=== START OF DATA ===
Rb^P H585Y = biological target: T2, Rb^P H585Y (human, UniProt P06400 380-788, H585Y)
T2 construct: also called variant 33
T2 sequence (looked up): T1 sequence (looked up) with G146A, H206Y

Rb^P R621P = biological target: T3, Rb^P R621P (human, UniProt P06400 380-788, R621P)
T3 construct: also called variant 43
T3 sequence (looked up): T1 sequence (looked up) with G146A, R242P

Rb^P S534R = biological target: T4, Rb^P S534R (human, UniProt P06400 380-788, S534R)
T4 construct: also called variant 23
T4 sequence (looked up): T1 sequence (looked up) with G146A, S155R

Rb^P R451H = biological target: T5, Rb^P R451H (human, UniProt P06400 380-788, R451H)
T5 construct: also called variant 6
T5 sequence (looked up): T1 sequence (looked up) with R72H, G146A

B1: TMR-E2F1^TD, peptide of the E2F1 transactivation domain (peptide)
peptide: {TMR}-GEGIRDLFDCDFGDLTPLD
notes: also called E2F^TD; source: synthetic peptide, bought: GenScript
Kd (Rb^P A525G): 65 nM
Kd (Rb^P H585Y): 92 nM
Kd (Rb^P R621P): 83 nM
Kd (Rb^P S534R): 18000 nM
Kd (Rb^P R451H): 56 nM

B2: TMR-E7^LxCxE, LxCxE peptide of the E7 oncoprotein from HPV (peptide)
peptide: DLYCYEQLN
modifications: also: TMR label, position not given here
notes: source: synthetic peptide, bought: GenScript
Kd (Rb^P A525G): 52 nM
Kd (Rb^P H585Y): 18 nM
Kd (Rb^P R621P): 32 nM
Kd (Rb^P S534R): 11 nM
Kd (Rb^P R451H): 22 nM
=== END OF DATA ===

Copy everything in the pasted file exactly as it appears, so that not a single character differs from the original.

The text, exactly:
Rb^P H585Y = biological target: T2, Rb^P H585Y (human, UniProt P06400 380-788, H585Y)
T2 construct: also called variant 33
T2 sequence (looked up): T1 sequence (looked up) with G146A, H206Y

Rb^P R621P = biological target: T3, Rb^P R621P (human, UniProt P06400 380-788, R621P)
T3 construct: also called variant 43
T3 sequence (looked up): T1 sequence (looked up) with G146A, R242P

Rb^P S534R = biological target: T4, Rb^P S534R (human, UniProt P06400 380-788, S534R)
T4 construct: also called variant 23
T4 sequence (looked up): T1 sequence (looked up) with G146A, S155R

Rb^P R451H = biological target: T5, Rb^P R451H (human, UniProt P06400 380-788, R451H)
T5 construct: also called variant 6
T5 sequence (looked up): T1 sequence (looked up) with R72H, G146A

B1: TMR-E2F1^TD, peptide of the E2F1 transactivation domain (peptide)
peptide: {TMR}-GEGIRDLFDCDFGDLTPLD
notes: also called E2F^TD; source: synthetic peptide, bought: GenScript
Kd (Rb^P A525G): 65 nM
Kd (Rb^P H585Y): 92 nM
Kd (Rb^P R621P): 83 nM
Kd (Rb^P S534R): 18000 nM
Kd (Rb^P R451H): 56 nM

B2: TMR-E7^LxCxE, LxCxE peptide of the E7 oncoprotein from HPV (peptide)
peptide: DLYCYEQLN
modifications: also: TMR label, position not given here
notes: source: synthetic peptide, bought: GenScript
Kd (Rb^P A525G): 52 nM
Kd (Rb^P H585Y): 18 nM
Kd (Rb^P R621P): 32 nM
Kd (Rb^P S534R): 11 nM
Kd (Rb^P R451H): 22 nM